Keagan Girdlestone driven for world, Olympic & Tour success

Keagan Girdlestone has outlined his plans for the future as he continues his recovery from the crash that almost ended his life. The remarkable recovery has continued to progress for Girdlestone with some major milestones being accomplished and he continues to target world, Olympic & Tour success.

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Keagan Girdlestone is driven for world, Olympic and Tour de France success, photo rickoshayphotos

Keagan Girdlestone has outlined his plans for the future as he continues his recovery from the crash that almost ended his life.  The remarkable recovery has continued to progress for Girdlestone with some major milestones being accomplished and he continues to target world, Olympic & Tour success.

Over the last fortnight the good news in Keagan’s recovery has continued.  In a recent blog post Girdlestone said, “In the last 2 weeks I’ve discovered I no longer need surgery on my bicep, which was a major concern as I could have lost strength or movement in my fingers, which pretty much could have ended any hopes of a career in cycling.  Then a few days later, two days before Le Race, I found out I was no longer needed to keep my heart rate restricted to 145BPM.  This to me was the biggy I needed clearance of if I really want to make a comeback in cycling.”

This major stepping stone has finally given Keagan the freedom to make his intentions for the future crystal clear.  The post that he released was by his own admission targeted at ‘any professional teams that may or may not be thinking about helping me out with an epic career resurrection story’; although Girdlestone most certainly gives credit to the people, sponsors and fans who have supported him throughout the journey.  His words are simple, clear but packed full of ambition.

Yellow remains a colour very much targeted by Keagan in the future! Photo Sabrina Gimaret

“Let me start off by saying that every ambition and goal I’ve ever had, is UNALTERED!  I will continue to try my best, work my hardest, to win the likes of the TDF [Tour de France] (and stages), Olympic Games, Commonwealth Games, World Championships, Ardennes Classics and more.  My sights are still set on the stars and I know for a fact there will be doubters reading this, which is perfectly acceptable.  I mean, the goals I’ve set are higher standards than most professionals, who haven’t been to hell and back, who have failed themselves.  How on earth would the likes of a kid, who partially paralyzed his right arm, severed nerves and arteries come from a death bed and go on to achieving at the highest level of the sport?  I’ll tell you how… A level of self belief, dedication and a new love for life that very few people who roam this earth possess… That’s how.”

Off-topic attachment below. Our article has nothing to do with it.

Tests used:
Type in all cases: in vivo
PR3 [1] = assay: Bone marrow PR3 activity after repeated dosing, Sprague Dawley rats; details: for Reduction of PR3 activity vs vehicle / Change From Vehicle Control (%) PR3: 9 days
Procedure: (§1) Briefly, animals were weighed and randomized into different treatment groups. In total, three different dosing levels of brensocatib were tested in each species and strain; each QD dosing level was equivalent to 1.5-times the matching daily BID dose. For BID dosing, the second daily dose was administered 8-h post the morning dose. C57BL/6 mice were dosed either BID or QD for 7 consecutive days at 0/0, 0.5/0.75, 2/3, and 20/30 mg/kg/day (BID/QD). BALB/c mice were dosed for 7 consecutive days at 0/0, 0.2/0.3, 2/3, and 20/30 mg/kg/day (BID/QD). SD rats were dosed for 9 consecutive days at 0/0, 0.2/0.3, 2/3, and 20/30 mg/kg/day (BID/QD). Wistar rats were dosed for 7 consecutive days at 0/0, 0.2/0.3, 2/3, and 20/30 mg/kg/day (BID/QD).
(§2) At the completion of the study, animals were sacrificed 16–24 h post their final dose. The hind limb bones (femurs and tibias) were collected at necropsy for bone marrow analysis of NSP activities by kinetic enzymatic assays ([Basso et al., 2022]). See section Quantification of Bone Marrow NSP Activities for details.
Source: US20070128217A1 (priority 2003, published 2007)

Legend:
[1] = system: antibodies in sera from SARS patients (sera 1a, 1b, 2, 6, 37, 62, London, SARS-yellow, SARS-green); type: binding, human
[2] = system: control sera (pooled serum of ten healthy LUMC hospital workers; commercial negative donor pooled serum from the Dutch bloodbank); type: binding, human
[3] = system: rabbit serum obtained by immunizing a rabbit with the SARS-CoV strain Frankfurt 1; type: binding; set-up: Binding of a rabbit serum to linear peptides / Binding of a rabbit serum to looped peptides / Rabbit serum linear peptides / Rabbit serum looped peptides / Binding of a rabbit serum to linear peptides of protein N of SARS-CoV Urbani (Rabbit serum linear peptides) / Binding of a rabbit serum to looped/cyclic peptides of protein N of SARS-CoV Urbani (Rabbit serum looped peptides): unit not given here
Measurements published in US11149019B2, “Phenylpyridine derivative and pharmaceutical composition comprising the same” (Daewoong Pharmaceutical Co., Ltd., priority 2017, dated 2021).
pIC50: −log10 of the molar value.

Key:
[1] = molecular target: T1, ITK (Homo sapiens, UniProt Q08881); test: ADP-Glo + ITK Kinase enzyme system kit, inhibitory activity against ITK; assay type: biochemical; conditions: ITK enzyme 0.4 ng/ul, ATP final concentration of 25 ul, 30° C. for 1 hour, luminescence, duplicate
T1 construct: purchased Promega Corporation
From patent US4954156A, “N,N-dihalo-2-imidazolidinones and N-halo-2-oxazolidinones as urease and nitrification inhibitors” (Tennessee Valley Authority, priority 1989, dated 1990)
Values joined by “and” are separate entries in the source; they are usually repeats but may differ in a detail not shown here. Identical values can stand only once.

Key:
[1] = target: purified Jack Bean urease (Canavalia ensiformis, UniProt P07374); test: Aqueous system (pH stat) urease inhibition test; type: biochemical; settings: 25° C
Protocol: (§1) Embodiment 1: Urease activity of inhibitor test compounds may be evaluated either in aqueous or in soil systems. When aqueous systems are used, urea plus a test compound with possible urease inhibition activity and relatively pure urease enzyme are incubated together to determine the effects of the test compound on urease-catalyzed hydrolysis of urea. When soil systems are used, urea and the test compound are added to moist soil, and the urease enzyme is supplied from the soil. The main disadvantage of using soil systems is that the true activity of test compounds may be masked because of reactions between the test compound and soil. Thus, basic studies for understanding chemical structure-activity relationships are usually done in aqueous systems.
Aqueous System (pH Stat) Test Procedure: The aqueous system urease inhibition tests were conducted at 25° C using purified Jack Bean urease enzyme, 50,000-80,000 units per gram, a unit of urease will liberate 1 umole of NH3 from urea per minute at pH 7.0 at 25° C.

The timeline that Keagan had given himself to get back to his pre-crash fitness level was 2-3 years, but with the leaps and bounds that he has come on that timeline has come down remarkably, with the 19 year old now set to take on the Calder Stewart Elite Series, with an eye on events beyond that!  “I’m now starting to race the Elite Series in New Zealand and hoping by next year to make the Commonwealth Games selection (YES, I’m not kidding)!” Keagan said.

Keagan will line up at this weekend’s Armstrong Prestige Dunedin Classic racing for the Moore Stephens Markhams Canterbury Development Team alongside Simon Anderson, Liam Morrison, Reon Nolan, Bailey O’Donnell and Campbell Pithie.  Time will tell to see how Keagan keeps progressing as he embarks on this incredible journey to continue becoming one of the world’s best, but when it comes to dealing with doubts he’s certainly done more than most; and we would certainly be fools to write off the chances of the sight of him in a yellow jersey.

“Initially I was supposed to be dead, then brain dead, then wheelchair bound, then I’d live but probably wouldn’t have a normal life, then I wouldn’t ride a bike, then I would never race a bike… I feel like those are some pretty massive assumptions that I’ve proved wrong thus far, so why not prove a few more wrong?”

To read Keagan’s full blog post click here.

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